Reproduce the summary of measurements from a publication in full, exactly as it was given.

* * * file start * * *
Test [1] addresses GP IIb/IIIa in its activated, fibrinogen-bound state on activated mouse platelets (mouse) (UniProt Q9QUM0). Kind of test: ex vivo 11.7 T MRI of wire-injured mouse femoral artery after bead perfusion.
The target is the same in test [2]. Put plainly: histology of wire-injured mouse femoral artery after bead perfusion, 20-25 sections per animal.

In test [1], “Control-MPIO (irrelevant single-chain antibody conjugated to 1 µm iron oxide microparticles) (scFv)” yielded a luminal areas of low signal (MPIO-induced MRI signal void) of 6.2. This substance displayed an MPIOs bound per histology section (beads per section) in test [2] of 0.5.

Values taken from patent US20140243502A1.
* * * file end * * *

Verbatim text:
Test [1] addresses GP IIb/IIIa in its activated, fibrinogen-bound state on activated mouse platelets (mouse) (UniProt Q9QUM0). Kind of test: ex vivo 11.7 T MRI of wire-injured mouse femoral artery after bead perfusion.
The target is the same in test [2]. Put plainly: histology of wire-injured mouse femoral artery after bead perfusion, 20-25 sections per animal.

In test [1], “Control-MPIO (irrelevant single-chain antibody conjugated to 1 µm iron oxide microparticles) (scFv)” yielded a luminal areas of low signal (MPIO-induced MRI signal void) of 6.2. This substance displayed an MPIOs bound per histology section (beads per section) in test [2] of 0.5.

Values taken from patent US20140243502A1.